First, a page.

Blog: MiFID II and research - "If a tree falls..."
by Scott Fulton | 4 October 2017
You know that you are tapping into a zeitgeist when your views appear in two major newspapers in the space of three days.
Following the coverage we received for our report on MiFID II in CityAM on 2nd October, The Times today has also reported our views in a larger article covering Fidelity’s announcement of its new pricing structure.
Knowing that my kith and kin are maintaining scrap books of all public mentions of the author – and his employer it need not be said – I promptly sent the link to The Times article down a variety of social media channels.
The response was interesting.
On Monday, the CityAM coverage received mixed reviews but at least everyone who received our messages read the article.
Today, and almost without exception, I have received requests for a scan of the article “because I/we do not subscribe to The Times on-line”.
Like a Preacher on Radio 4’s Thought for the Day, I was struck by how a small “real life” experience can inform a wider debate.
In our view, the MiFID II regulations on investment research will place a significant proportion of comment and analysis behind a pay-wall; either directly with the fund manager or as a function of the “on-demand” market.
Given that the apparent costs of receiving this research may well be more than £10,000 per user per year from just one broker, it is safe to say that research provided in this manner will be for the few and not the many.
“Free” research (market commentary) will not contain the same level of detail or analysis under the terms of the regulations.
This brings me to consensus forecasts. The “consensus” is the average (mean) of the total number of current forecasts produced by analysts. Under MiFID II, the ability to “see” this mean may be fatally compromised.
Indeed, it is not beyond the realms of possibility that there will be more than one “consensus”; an illogicality which seems to have escaped the authors of MiFID II. One “average” for those whose forecasts are seen only by a select few fund managers who can afford the retainer. Another for those whose research is placed on-line and then acquired “on-demand”. A third for those who produce research for free, arguably on behalf of their corporate clients.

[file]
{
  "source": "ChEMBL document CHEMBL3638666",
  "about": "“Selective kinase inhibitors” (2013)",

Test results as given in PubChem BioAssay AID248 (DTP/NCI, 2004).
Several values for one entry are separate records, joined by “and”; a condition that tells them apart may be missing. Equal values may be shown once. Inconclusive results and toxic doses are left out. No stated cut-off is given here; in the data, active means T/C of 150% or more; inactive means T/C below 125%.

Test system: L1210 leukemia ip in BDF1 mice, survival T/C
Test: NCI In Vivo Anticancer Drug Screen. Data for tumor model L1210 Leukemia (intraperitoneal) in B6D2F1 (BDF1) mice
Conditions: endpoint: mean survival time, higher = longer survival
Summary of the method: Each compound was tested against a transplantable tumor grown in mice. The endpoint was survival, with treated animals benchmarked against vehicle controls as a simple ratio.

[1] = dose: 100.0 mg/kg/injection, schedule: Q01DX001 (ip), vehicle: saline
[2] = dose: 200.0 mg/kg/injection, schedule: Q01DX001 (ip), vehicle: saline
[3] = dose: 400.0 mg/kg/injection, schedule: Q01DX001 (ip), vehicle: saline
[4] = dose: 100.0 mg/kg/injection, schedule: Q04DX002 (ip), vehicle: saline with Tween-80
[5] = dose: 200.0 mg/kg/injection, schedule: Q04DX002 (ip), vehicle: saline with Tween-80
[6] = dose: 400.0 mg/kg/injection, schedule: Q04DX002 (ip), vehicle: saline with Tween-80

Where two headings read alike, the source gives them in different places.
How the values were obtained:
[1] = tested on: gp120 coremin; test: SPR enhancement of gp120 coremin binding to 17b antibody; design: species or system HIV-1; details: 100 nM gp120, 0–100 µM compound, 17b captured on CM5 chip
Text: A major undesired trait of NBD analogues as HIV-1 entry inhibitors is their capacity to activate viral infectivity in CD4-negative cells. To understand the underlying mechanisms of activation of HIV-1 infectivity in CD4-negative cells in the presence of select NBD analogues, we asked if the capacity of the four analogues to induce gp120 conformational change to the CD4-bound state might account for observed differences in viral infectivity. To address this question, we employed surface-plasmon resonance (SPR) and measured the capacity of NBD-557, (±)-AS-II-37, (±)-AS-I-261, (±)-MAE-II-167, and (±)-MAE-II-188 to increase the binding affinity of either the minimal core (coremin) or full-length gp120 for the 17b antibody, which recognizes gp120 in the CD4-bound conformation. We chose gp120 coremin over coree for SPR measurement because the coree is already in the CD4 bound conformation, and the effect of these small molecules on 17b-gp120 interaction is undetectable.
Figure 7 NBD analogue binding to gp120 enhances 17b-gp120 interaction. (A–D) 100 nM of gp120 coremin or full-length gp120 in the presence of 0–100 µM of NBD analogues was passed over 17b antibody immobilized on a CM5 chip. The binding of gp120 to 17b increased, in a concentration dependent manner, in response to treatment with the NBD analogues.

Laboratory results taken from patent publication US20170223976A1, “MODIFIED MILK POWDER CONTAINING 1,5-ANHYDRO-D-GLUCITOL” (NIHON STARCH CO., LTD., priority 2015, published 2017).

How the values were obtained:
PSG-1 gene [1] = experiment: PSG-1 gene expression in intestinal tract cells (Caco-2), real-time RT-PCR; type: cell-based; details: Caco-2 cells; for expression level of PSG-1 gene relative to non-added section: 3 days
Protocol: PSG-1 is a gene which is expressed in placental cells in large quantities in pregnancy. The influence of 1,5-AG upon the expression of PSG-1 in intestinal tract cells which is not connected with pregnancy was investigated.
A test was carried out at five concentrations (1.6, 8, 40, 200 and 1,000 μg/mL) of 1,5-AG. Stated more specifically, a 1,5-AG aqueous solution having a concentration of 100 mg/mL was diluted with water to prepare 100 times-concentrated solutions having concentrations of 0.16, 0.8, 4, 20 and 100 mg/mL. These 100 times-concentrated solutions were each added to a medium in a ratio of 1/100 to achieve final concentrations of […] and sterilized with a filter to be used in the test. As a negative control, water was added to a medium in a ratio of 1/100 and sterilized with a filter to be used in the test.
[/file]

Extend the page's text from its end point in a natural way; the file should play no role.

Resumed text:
Thus, a company may report a set of results which could beat, match and miss a version of “market expectations” at one and the same time.
We do not believe that this is impossible. Indeed, we are aware that the UK Investor Relations community is taking this potential problem very seriously.
CAG offers the following suggested solution.
The London Stock Exchange (LSE) and the Alternative Investment Market (AIM) have been mute on MiFID II as far as we can see. However, as the regulations are constructed to drive equity trade back onto exchanges, we believe that it is time for them both to break cover.
Specifically, we believe that they should both consider providing a consensus forecast service which would benefit all stakeholders; issuers, brokers and investors.
The service would be relatively simple to create. There already exist several consensus forecast providers supporting listed companies who could work with the LSE and AIM.
Its structure would be equally simple. Offer companies – and their advisors – the scope to determine a discrete set of “KPIs”; e.g. EBITDA, PBT, EPS, DPS and FCF. These would form the basis for a feed from covering analysts whose forecasts for each metric would be held by the exchange.
This data would be collated and used to produce a mean, high and low (together with the number of analysts) for each metric. The individual forecasts would be anonymous but there would be a list of contributors.
The data would be published by the LSE and AIM and would be free to air.
Both exchanges could manage the relevance of the consensus by insisting that only forecasts which have been submitted within a certain timeframe (within three months from the last formal result for example) would be allowed into the analysis.
We believe that this would be a considerable benefit to all involved in the UK equity market. One central resource for all forecasts covering listed companies. A data point which would inform comment and allow companies to be more exact when commenting on their performance against “market expectations”.
This is not a new idea. There are several UK companies which already provide their stakeholders with this form of analysis. With apologies for those we have missed, we recommend looking at;
Under MiFID II, the UK equity market will need the LSE and AIM to take a bigger role in the provision of relevant information. The provision of a limited but accurate and timely consensus forecast analysis for its issuers would appear to be a good start.
“If a tree falls in a forest and no one is around to hear it, does it make a sound?" Critically, is it a forecast?